CALIFORNIA | LOCAL
May 19, 1999 |
Mexico's Revolutionary Institutional Party (PRI) has taken a bold step by opening up the selection process of its presidential candidate to a nationwide primary, but, ironically, the process may backfire because a hard-line, anti-democratic candidate could emerge the winner. The reform is a radical change in the PRI's standard operating procedures, but does not necessarily portend a happy ending to Mexico's democratic transition.
January 30, 1990 |
The opposition Democratic Revolutionary Party on Monday charged that 56 of its members and supporters have been killed in political violence during the 18 months since the party's leader, Cuauhtemoc Cardenas, ran for president and forged the new leftist force. At least 16 of the victims died in the last month after hotly contested elections in the poor farming states of Guerrero and Michoacan, both strongholds of Cardenas.
CALIFORNIA | LOCAL
March 31, 1994 |
For all that is unknown--and may never be known--about the assassination of Luis Donaldo Colosio, it has revealed the Mexican political class at war with itself. The battle over the course of Mexico's future--the choice of a successor to Colosio's candidacy--lasted several days behind closed doors at Los Pinos, the presidential residence.
May 22, 1990
Pope John Paul II's 10-day visit to Mexico, which ended last week, renewed an emotional debate over the church-state relationship in Latin America's only officially anti-clerical country, and comments in the Mexican media reflected that debate. The Pope, making his second trip to Mexico, pushed for constitutional changes to legalize the Roman Catholic Church, lobbied for Catholic schools and spoke out against birth control, which the government actively supports.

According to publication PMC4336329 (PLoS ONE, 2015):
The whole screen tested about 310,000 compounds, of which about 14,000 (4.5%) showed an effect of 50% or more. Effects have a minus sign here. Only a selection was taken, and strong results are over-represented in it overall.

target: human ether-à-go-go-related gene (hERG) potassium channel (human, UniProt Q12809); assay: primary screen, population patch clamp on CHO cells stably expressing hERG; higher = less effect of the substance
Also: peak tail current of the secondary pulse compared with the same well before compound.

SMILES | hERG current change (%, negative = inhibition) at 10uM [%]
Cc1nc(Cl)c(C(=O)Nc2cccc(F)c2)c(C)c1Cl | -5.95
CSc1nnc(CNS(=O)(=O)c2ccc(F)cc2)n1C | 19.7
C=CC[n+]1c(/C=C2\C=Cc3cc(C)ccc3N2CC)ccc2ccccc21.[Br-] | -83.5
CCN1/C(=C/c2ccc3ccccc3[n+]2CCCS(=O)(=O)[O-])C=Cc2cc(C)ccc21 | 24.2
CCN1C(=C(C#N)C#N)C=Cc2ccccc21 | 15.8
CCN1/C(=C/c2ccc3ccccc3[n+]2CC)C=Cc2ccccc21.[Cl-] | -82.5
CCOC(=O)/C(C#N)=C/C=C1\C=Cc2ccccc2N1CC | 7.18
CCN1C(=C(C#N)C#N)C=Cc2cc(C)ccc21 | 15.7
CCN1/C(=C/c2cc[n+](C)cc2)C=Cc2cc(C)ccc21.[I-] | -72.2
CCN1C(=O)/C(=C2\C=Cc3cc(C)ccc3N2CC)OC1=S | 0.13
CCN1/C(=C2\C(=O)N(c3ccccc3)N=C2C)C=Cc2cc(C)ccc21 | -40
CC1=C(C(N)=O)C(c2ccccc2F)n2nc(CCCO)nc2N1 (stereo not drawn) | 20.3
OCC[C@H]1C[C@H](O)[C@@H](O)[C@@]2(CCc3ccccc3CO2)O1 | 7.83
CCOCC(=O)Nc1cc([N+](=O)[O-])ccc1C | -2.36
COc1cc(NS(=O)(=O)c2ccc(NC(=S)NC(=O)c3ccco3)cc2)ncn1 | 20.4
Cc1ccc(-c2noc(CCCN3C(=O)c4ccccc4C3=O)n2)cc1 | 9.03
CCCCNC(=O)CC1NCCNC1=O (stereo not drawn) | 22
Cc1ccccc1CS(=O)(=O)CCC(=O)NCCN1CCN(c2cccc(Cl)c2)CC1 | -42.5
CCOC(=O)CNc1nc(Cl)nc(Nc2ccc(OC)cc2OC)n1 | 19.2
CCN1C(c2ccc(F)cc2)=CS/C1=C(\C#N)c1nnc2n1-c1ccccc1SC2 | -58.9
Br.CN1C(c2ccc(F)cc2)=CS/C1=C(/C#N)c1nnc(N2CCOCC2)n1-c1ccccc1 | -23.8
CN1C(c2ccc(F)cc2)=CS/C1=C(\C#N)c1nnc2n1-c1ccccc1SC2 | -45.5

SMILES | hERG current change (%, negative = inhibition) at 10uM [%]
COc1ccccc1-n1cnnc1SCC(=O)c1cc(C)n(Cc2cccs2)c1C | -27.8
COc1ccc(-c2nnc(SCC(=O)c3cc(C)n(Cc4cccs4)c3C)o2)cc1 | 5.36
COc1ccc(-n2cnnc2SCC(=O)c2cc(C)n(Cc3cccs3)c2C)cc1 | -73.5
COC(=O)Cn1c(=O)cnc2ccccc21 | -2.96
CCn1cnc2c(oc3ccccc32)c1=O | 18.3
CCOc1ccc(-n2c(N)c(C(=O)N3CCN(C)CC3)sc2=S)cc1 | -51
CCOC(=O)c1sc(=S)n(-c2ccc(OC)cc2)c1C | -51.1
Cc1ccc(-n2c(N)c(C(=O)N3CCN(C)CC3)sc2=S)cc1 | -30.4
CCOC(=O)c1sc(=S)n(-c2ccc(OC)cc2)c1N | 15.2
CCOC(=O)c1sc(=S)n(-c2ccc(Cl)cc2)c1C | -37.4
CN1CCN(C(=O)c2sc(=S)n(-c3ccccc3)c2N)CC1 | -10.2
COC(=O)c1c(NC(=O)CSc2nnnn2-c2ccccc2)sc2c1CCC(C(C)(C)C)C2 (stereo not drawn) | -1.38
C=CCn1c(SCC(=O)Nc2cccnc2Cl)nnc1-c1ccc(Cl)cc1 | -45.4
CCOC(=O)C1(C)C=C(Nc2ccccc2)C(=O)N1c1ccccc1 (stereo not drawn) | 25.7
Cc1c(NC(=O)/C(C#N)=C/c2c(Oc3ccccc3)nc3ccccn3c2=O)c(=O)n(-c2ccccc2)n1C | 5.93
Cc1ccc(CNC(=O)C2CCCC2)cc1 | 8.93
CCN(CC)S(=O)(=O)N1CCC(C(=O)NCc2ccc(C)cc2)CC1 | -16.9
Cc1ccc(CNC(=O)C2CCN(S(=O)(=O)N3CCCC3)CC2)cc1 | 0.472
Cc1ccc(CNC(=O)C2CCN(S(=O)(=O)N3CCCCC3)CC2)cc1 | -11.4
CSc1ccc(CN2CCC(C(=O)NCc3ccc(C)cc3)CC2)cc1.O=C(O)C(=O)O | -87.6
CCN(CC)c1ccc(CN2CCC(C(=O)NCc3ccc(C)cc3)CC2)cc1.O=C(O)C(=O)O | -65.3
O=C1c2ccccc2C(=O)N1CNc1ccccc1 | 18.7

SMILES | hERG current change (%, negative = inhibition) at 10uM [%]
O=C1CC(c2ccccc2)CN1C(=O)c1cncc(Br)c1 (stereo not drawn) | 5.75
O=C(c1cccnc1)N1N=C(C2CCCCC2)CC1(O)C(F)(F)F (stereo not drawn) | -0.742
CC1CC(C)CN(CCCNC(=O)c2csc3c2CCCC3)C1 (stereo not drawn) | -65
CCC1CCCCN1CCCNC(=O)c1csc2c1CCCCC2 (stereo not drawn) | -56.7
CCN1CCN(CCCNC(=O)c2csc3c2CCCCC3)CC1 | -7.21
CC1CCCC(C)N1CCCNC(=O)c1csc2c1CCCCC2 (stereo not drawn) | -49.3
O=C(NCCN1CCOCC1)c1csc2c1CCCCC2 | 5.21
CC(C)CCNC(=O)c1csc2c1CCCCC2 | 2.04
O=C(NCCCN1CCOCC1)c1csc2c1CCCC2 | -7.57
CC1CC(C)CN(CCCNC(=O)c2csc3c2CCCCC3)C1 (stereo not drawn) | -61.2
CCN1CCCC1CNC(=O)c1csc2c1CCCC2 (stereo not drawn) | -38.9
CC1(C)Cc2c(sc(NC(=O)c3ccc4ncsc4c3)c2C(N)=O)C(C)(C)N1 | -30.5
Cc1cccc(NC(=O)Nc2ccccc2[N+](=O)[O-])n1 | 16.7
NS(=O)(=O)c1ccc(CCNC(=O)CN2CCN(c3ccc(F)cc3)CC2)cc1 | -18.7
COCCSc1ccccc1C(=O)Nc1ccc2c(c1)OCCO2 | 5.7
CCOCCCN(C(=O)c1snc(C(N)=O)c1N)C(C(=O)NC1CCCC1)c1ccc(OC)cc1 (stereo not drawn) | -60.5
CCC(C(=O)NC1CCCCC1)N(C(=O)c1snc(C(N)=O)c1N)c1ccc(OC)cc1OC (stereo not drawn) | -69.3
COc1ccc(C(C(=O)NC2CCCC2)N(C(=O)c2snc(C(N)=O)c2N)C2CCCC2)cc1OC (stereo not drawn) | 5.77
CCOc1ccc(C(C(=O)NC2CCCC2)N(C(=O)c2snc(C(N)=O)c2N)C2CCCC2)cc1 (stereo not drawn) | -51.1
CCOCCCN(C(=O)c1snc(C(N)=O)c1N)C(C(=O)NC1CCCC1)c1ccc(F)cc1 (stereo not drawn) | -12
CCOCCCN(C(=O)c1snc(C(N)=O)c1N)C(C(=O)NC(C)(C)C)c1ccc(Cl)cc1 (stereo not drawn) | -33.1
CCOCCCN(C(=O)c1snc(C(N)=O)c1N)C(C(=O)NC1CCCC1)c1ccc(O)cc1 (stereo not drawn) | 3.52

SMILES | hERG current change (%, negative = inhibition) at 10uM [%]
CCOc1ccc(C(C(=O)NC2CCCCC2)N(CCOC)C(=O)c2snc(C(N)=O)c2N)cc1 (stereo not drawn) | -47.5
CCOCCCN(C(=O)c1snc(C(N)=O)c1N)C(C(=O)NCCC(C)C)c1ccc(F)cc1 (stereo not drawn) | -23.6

January 4, 1998 |
The slaughter of 46 unarmed Tzotzil Indians--most of them women and children--in the remote hamlet of Acteal was not, as the Mexican government has insisted, an aberration. Since Julio Cesar Ruiz Ferro became governor of Chiapas in February 1995, more than 1,500 Indians have been killed in political violence, many by paramilitary groups linked to the ruling Institutional Revolutionary Party (PRI). Nor are the killings confined to Chiapas.
June 1, 1991 |
Lax security and a violent, affluent drug culture have combined to create a crisis in Mexico's already troubled prison system. Although the surrender Thursday of a drug baron-inmate who had controlled Matamoros prison ended a two-week siege of that border institution, the incident contributed to what has become a pattern of jail uprisings across Mexico. Inmates in Leon, a city in central Mexico, rioted the week after the Matamoros uprising.
March 26, 1994 |
Leaders of this nation's ruling party struggled on Friday with a vastly changed political landscape as they sought to come up with a successor for their assassinated presidential hopeful, Luis Donaldo Colosio, who was buried in his hometown. Among other maneuvers, activists for the ruling Institutional Revolutionary Party, or PRI, as it is known, appeared to be testing to see whether the planned Aug. 21 national election could be rescheduled.
December 30, 1990 |
The Mexican state of Chiapas, a traditional province with a large Indian population and strong Roman Catholic roots, has quietly adopted the nation's most liberal abortion law. So quiet was the Chiapas legislature's decision to legalize abortion upon demand two months ago that few residents realized such a law had been passed until it was published and put into effect Dec. 16. But the vote to adopt Gov.
April 29, 1990 |
Father Carlos Bravo, a Jesuit theologian who works out of a discreet office in a colonial neighborhood of Mexico City, tells of an exchange he had with a Venezuelan colleague who boasted that the church-state relationship in his country was the most stable marriage in the world. In Mexico, the soft-spoken Bravo responded, the church and state are not married but are participants in "the most stable concubinage there is."